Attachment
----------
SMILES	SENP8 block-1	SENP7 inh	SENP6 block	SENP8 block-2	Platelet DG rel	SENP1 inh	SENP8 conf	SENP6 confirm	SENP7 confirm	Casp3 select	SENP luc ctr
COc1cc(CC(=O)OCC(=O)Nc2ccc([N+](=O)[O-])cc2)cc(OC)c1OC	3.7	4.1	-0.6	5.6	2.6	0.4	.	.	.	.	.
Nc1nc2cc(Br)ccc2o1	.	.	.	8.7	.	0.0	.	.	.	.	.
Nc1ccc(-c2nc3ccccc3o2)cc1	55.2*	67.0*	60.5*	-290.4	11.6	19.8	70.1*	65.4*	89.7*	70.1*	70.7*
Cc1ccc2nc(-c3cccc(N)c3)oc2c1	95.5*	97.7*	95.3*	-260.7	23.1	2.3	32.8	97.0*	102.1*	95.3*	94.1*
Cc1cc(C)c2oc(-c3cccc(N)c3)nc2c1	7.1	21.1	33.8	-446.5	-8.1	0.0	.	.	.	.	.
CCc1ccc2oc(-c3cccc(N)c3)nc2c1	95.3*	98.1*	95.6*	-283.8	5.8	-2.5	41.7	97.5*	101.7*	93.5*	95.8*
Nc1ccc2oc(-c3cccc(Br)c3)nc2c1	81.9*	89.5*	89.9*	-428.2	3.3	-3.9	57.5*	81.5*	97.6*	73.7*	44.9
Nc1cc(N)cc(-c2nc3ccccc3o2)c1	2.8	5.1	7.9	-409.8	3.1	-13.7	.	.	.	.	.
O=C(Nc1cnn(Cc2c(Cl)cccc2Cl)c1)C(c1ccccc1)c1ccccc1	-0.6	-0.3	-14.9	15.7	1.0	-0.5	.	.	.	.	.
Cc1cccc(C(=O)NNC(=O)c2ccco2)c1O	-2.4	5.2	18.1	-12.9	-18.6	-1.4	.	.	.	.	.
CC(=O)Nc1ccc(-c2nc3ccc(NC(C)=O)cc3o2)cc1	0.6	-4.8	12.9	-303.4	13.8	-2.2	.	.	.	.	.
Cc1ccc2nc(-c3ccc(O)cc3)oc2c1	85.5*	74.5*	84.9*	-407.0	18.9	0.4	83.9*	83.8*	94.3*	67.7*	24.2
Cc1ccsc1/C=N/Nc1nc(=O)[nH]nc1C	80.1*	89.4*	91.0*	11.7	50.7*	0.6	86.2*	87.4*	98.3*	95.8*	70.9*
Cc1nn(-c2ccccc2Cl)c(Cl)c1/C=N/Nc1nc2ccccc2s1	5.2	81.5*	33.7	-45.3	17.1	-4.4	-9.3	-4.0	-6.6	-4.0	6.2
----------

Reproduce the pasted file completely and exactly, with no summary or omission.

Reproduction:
SMILES	SENP8 block-1	SENP7 inh	SENP6 block	SENP8 block-2	Platelet DG rel	SENP1 inh	SENP8 conf	SENP6 confirm	SENP7 confirm	Casp3 select	SENP luc ctr
COc1cc(CC(=O)OCC(=O)Nc2ccc([N+](=O)[O-])cc2)cc(OC)c1OC	3.7	4.1	-0.6	5.6	2.6	0.4	.	.	.	.	.
Nc1nc2cc(Br)ccc2o1	.	.	.	8.7	.	0.0	.	.	.	.	.
Nc1ccc(-c2nc3ccccc3o2)cc1	55.2*	67.0*	60.5*	-290.4	11.6	19.8	70.1*	65.4*	89.7*	70.1*	70.7*
Cc1ccc2nc(-c3cccc(N)c3)oc2c1	95.5*	97.7*	95.3*	-260.7	23.1	2.3	32.8	97.0*	102.1*	95.3*	94.1*
Cc1cc(C)c2oc(-c3cccc(N)c3)nc2c1	7.1	21.1	33.8	-446.5	-8.1	0.0	.	.	.	.	.
CCc1ccc2oc(-c3cccc(N)c3)nc2c1	95.3*	98.1*	95.6*	-283.8	5.8	-2.5	41.7	97.5*	101.7*	93.5*	95.8*
Nc1ccc2oc(-c3cccc(Br)c3)nc2c1	81.9*	89.5*	89.9*	-428.2	3.3	-3.9	57.5*	81.5*	97.6*	73.7*	44.9
Nc1cc(N)cc(-c2nc3ccccc3o2)c1	2.8	5.1	7.9	-409.8	3.1	-13.7	.	.	.	.	.
O=C(Nc1cnn(Cc2c(Cl)cccc2Cl)c1)C(c1ccccc1)c1ccccc1	-0.6	-0.3	-14.9	15.7	1.0	-0.5	.	.	.	.	.
Cc1cccc(C(=O)NNC(=O)c2ccco2)c1O	-2.4	5.2	18.1	-12.9	-18.6	-1.4	.	.	.	.	.
CC(=O)Nc1ccc(-c2nc3ccc(NC(C)=O)cc3o2)cc1	0.6	-4.8	12.9	-303.4	13.8	-2.2	.	.	.	.	.
Cc1ccc2nc(-c3ccc(O)cc3)oc2c1	85.5*	74.5*	84.9*	-407.0	18.9	0.4	83.9*	83.8*	94.3*	67.7*	24.2
Cc1ccsc1/C=N/Nc1nc(=O)[nH]nc1C	80.1*	89.4*	91.0*	11.7	50.7*	0.6	86.2*	87.4*	98.3*	95.8*	70.9*
Cc1nn(-c2ccccc2Cl)c(Cl)c1/C=N/Nc1nc2ccccc2s1	5.2	81.5*	33.7	-45.3	17.1	-4.4	-9.3	-4.0	-6.6	-4.0	6.2